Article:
In the kitchen, in addition to the safety tips already noted, you will want to make sure that heavy items are out of the reach of little children; that only safe-to-play-with items are kept in children's-level cupboards; that doors have locks or bolts, where necessary; and that you use table mats instead of cloths if you eat at the kitchen table.

In the garage, do-it-yourself materials and tools should be kept in locked toolboxes, on safe, high shelves, or hanging out of reach. Discarded refrigerators or freezers should either be padlocked or have their doors removed.

Safety for the Elderly

Make your home safe for older family members or visitors before someone falls and incurs the most common of all injuries for older people: a broken hip. In addition to the safety measures that make your home safe for children, you can take further steps to protect older people in your home:

  1. • Provide night lights in rooms that may need them, and make sure bathrooms and other rooms have light switches near entry doors.
  2. • If possible, eliminate extension cords.
  3. • Install light switches at the top and bottom of stairways.
  4. • Provide toilet facilities on the same floor as an older person's bedroom.
  5. • If necessary, install a higher toilet seat.
  6. • Install handrails or grab bars for the toilet, bathtub, and stairway, and apply non-slip appliqués to tub bottoms and shower floors.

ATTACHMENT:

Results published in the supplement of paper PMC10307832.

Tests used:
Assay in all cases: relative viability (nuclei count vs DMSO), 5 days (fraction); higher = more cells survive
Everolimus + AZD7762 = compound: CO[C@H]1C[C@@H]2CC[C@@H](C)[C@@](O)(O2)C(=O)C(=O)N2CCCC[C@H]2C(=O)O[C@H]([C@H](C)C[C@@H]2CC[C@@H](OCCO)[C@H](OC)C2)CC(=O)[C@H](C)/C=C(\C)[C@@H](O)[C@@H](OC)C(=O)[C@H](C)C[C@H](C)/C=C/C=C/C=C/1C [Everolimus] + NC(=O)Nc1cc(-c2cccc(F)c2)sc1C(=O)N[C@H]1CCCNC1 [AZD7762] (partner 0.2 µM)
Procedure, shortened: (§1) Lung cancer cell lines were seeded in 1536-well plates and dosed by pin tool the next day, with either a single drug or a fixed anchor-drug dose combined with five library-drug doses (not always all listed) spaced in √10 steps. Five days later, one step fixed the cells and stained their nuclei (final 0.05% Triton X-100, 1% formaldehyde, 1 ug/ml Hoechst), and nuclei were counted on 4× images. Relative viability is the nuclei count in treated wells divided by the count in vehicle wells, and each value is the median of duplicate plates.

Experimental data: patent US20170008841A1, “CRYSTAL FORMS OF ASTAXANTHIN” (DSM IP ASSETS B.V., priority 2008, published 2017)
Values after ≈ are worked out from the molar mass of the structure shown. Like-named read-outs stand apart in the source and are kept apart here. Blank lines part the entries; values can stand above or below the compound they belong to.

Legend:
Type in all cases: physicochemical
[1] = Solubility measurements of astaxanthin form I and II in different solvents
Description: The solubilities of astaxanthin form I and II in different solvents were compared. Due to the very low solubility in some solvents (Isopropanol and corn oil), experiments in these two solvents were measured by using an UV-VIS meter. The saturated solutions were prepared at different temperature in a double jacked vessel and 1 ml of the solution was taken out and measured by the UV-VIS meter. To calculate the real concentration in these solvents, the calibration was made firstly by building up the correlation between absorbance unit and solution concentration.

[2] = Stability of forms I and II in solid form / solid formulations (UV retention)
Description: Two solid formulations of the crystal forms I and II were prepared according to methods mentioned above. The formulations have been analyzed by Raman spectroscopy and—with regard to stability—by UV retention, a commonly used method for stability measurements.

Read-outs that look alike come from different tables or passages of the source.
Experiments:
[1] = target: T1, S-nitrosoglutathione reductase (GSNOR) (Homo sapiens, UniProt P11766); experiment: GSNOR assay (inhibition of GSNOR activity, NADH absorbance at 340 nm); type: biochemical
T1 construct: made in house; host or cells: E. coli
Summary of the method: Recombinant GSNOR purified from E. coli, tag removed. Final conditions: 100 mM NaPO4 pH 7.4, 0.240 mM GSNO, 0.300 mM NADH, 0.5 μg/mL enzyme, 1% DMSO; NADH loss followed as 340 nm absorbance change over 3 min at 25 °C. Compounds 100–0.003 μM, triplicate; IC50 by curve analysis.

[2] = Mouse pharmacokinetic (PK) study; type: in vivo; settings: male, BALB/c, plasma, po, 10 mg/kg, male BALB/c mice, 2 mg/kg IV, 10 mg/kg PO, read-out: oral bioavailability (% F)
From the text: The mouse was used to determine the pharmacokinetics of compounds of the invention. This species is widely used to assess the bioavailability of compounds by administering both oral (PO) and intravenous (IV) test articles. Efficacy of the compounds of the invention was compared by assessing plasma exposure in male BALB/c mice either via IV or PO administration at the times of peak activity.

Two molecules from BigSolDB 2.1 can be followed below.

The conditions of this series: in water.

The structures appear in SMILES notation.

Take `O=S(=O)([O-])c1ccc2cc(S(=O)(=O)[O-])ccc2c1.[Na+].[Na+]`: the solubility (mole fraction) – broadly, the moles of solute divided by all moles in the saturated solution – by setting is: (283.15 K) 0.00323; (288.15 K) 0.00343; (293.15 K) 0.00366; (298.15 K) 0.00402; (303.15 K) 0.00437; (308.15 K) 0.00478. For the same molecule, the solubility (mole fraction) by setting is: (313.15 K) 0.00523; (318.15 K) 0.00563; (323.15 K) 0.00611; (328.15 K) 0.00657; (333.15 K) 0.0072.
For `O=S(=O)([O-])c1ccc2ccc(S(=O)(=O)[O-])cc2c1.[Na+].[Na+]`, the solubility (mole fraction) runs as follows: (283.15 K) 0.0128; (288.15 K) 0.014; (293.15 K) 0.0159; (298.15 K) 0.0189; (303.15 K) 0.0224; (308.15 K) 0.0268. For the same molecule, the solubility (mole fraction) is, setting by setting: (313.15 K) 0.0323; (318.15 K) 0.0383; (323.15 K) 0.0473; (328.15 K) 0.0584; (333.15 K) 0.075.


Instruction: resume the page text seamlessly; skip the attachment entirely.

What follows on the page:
7. • Remove casters from furniture, or keep castered furniture against a wall.
  8. • Where possible, give floors and carpets non-slip surfacing.
  9. • Make the top and bottom stair step a different color than the others.
  10. • Tape or tack down the edges of area rugs, runners, and mats that have a tendency to roll up or curl, or simply get rid of them.
  11. • To prevent scalds, keep temperatures in your water heater below 120° F.

Examine your home through the eyes of an older person. Would you have access to a telephone if you were to fall? Can you install at least one telephone that could be reached if you were unable to stand? In the kitchen, are towels or dishcloths hanging close to the toaster or the stove? Do you have good, even lighting over the stove, sink, and counter-top? Do you need additional lighting under a cabinet or over a countertop where you slice or cut foods?

Because hundreds of elderly persons are treated annually for injuries resulting from falls from boxes or chairs, a step-stool can be an extremely practical item of furniture. But the stool itself should be safe. It should have tight screws and braces, and it should have a handrail to hold while standing on the top step. If the stool has broken parts, it should be discarded.

Before stepping up, the stool should be fully opened and stable.


Clothing can present a number of safety hazards for older people. The CPSC has estimated that 70 percent of all persons who die from clothing fires are over 65 years of age.

Some of those fires have started when older persons reached over hot or burning stove or range surfaces. It is safest not to wear clothes that have loose, flowing sleeves, or at least to tie or pin the sleeves snugly to your arm and wrist. Loose sleeves present another hazard: they can catch on pot or pan handles, overturning hot water or food and causing scalds. Awareness of how clothing can contribute to home safety also extends to the selection of nightwear.

Any program for making the home safe for older persons should include most of the other steps noted in this chapter, including those referring to electrical safety and flammable fabrics.